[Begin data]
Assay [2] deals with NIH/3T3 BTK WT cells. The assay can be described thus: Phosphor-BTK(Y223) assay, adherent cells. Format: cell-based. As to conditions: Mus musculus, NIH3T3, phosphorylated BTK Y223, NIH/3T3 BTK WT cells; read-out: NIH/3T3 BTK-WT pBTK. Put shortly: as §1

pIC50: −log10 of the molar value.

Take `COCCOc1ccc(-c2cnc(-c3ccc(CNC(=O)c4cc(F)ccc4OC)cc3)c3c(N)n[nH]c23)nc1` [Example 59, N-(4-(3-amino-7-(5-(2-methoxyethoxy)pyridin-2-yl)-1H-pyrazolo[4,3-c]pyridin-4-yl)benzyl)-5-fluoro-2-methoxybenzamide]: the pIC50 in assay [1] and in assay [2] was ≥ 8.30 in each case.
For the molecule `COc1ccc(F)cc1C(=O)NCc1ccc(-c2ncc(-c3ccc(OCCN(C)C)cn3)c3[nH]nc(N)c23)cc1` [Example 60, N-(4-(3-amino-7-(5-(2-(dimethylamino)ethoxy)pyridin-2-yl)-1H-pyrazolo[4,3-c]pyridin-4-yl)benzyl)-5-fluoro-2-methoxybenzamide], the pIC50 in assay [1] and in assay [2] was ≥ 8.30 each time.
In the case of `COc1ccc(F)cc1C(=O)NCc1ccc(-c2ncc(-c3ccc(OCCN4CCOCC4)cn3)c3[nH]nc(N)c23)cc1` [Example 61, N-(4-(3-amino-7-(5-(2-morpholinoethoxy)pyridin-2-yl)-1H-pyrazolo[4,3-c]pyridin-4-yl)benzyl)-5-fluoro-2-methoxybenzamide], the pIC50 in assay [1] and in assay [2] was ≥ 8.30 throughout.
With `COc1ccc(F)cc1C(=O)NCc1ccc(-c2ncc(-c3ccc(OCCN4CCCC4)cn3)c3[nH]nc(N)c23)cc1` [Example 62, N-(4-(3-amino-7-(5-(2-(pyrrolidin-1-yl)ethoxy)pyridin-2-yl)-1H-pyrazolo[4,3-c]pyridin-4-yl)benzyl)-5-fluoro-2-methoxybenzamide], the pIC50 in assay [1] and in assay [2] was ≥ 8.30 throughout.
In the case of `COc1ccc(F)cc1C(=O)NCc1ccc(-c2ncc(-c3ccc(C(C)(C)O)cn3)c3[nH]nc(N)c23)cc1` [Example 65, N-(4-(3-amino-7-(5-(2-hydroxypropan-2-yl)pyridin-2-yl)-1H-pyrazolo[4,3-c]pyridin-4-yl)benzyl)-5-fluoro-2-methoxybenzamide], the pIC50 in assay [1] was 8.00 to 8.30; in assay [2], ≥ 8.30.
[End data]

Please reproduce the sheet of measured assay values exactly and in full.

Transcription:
Assay [2] deals with NIH/3T3 BTK WT cells. The assay can be described thus: Phosphor-BTK(Y223) assay, adherent cells. Format: cell-based. As to conditions: Mus musculus, NIH3T3, phosphorylated BTK Y223, NIH/3T3 BTK WT cells; read-out: NIH/3T3 BTK-WT pBTK. Put shortly: as §1

pIC50: −log10 of the molar value.

Take `COCCOc1ccc(-c2cnc(-c3ccc(CNC(=O)c4cc(F)ccc4OC)cc3)c3c(N)n[nH]c23)nc1` [Example 59, N-(4-(3-amino-7-(5-(2-methoxyethoxy)pyridin-2-yl)-1H-pyrazolo[4,3-c]pyridin-4-yl)benzyl)-5-fluoro-2-methoxybenzamide]: the pIC50 in assay [1] and in assay [2] was ≥ 8.30 in each case.
For the molecule `COc1ccc(F)cc1C(=O)NCc1ccc(-c2ncc(-c3ccc(OCCN(C)C)cn3)c3[nH]nc(N)c23)cc1` [Example 60, N-(4-(3-amino-7-(5-(2-(dimethylamino)ethoxy)pyridin-2-yl)-1H-pyrazolo[4,3-c]pyridin-4-yl)benzyl)-5-fluoro-2-methoxybenzamide], the pIC50 in assay [1] and in assay [2] was ≥ 8.30 each time.
In the case of `COc1ccc(F)cc1C(=O)NCc1ccc(-c2ncc(-c3ccc(OCCN4CCOCC4)cn3)c3[nH]nc(N)c23)cc1` [Example 61, N-(4-(3-amino-7-(5-(2-morpholinoethoxy)pyridin-2-yl)-1H-pyrazolo[4,3-c]pyridin-4-yl)benzyl)-5-fluoro-2-methoxybenzamide], the pIC50 in assay [1] and in assay [2] was ≥ 8.30 throughout.
With `COc1ccc(F)cc1C(=O)NCc1ccc(-c2ncc(-c3ccc(OCCN4CCCC4)cn3)c3[nH]nc(N)c23)cc1` [Example 62, N-(4-(3-amino-7-(5-(2-(pyrrolidin-1-yl)ethoxy)pyridin-2-yl)-1H-pyrazolo[4,3-c]pyridin-4-yl)benzyl)-5-fluoro-2-methoxybenzamide], the pIC50 in assay [1] and in assay [2] was ≥ 8.30 throughout.
In the case of `COc1ccc(F)cc1C(=O)NCc1ccc(-c2ncc(-c3ccc(C(C)(C)O)cn3)c3[nH]nc(N)c23)cc1` [Example 65, N-(4-(3-amino-7-(5-(2-hydroxypropan-2-yl)pyridin-2-yl)-1H-pyrazolo[4,3-c]pyridin-4-yl)benzyl)-5-fluoro-2-methoxybenzamide], the pIC50 in assay [1] was 8.00 to 8.30; in assay [2], ≥ 8.30.